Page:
Can a simple test of the eye’s retina be enough to diagnose the presence of neurodevelopmental conditions like autism spectrum disorder (ASD) or attention deficit hyperactivity disorder (ADHD) in a child?
Authors of a first-of-its-kind study, published in a recent (June 2022) issue of Frontiers in Neuroscience, say, “Yes,” and retinal expert Deborah Zelinsky OD, founder and research director of the Northbrook, Illinois-based Mind-Eye Institute, agrees.
“The retina is composed of brain tissue, and this latest study adds to the overwhelming evidence that the retina plays a critical role as part of the central nervous system,” says Dr. Zelinsky. “Previous studies have clearly demonstrated the eye is a window to the brain. Spots on the retina are directly matched to brain locations, and retinal abnormalities oftentimes reflect similar abnormalities in the brain.”
Using electroretinograms (ERGs), which measure electrical signals in the retina in response to light, scientists from the University of South Australia and Flinders University in Australia not only found abnormal patterns of retinal signaling activity in patients with ASD and ADHD but were able to distinguish signaling differences between the two disorders.
Children with autism spectrum disorder or ADHD are neurologically wired differently, and these differences can be detected through retinal examination, experts contend.
“Sensory processing problems are common in both ASD and ADHD children, and a measure of sensory function using the ERG may help our understanding of the differences and similarities of these two groups,” the study authors wrote. Retinal evaluation also may offer early warning of ASD and ADHD, which, until now, primarily relied on parental reports, clinical consultants’ analyses, and counselors’ observations for diagnoses. The scientists speculate that retinal signaling could prove helpful in the future for the study and diagnosis of other neurological conditions as well, including schizophrenia, bipolar disorder, and Parkinson’s disease.
In fact, one of the study authors is quoted on the sciencealert.com web site as saying, “By exploring how signals in the retina react to light stimuli, we [as scientists] hope to develop more accurate and earlier diagnoses for different neurodevelopmental conditions.”
The findings are of no surprise to Dr. Zelinsky, who describes the retina as a primary portal through which environmental signals enter the brain in the form of light. “Light is then converted into electrical signals that propagate through neurons and interact with critical brain structures, including the hypothalamus, cerebellum, and brainstem. The implication is stimulation of the retina can impact regulation of basic physical, physiological, and even psychological processes, including posture and motor control.
Autism spectrum disorder often develops by 3 years of age and usually last a lifetime. The condition leads to developmental delays, deficits in communication and emotional skills, behavioral problems, and difficulties with social interaction. The term, autistic spectrum disorder, encompasses myriad conditions, including Asperger syndrome, autism, and pervasive developmental disorder. Scientists believe genetics plays a role in some affected patients, but differences in brain function and structure and other neurological issues are suspected as underlying causes as well.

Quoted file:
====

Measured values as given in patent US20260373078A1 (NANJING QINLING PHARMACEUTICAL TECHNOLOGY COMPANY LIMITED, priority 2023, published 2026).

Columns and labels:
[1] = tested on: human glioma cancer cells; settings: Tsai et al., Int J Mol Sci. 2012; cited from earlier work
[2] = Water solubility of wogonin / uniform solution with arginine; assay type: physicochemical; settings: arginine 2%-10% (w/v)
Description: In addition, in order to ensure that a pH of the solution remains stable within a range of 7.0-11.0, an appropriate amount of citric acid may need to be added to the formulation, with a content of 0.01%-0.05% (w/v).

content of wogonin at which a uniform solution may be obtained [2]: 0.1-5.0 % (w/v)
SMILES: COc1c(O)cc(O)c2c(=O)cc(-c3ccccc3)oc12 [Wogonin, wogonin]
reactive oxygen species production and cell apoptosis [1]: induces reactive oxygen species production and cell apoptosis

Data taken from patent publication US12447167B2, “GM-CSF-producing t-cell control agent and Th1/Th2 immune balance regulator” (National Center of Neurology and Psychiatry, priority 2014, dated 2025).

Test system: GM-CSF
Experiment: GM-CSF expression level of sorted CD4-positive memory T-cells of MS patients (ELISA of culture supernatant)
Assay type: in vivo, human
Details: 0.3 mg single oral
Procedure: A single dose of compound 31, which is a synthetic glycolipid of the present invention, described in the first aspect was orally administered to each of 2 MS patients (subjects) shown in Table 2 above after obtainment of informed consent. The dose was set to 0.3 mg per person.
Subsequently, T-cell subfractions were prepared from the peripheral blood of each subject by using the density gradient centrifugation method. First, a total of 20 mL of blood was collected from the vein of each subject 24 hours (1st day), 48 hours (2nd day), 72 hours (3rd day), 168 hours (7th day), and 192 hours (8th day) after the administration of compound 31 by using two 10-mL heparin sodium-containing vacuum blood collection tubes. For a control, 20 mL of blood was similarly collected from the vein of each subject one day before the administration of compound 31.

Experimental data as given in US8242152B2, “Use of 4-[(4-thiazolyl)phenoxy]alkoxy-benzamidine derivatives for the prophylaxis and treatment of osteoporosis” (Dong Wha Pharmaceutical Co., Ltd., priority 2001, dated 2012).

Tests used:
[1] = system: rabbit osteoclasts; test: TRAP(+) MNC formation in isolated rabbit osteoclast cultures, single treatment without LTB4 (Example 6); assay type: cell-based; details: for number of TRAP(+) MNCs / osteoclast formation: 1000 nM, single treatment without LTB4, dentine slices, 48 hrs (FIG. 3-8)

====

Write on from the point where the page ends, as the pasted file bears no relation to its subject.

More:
ADHD and ADD (attention deficit disorder) are neuropsychological conditions characterized by procrastination and disorganization, self-management problems, impaired concepts of time, impulsive decision-making, and lack of focus and attention.
Occasionally, ADHD and autism spectrum disorder can co-exist in the same individual.
The Mind-Eye Institute has long been applying the principles of advanced optometric science to stimulate the retina in order to modify the dynamic relationship between the mind’s visual inputs and the body’s internal responses. Retinal stimulation is achieved through use of highly individualized, therapeutic eyeglasses, filters, and other optometric tools that can vary the amount, intensity and angle of light passing through the retina into the optic nerve.
This understanding of the interconnections between the retina and brain structures has enabled the Mind-Eye Institute to achieve clinical successes in often bringing symptom relief to patients who have sustained traumatic brain injury, concussion, stroke, and neurological disease and in building undeveloped visual processing skills in children with autism spectrum disorder, ADHD, and other learning deficiencies.
“That a simple retinal eye examination may allow optometrists, ophthalmologists and other health professionals to diagnose ADHD and autism definitively and detect the brain-related differences between the two disorders represents a real breakthrough, especially for parents of affected children,” Dr. Zelinsky says. “This finding potentially provides us a real measurement for disorders that, until now, primarily relied on observations.”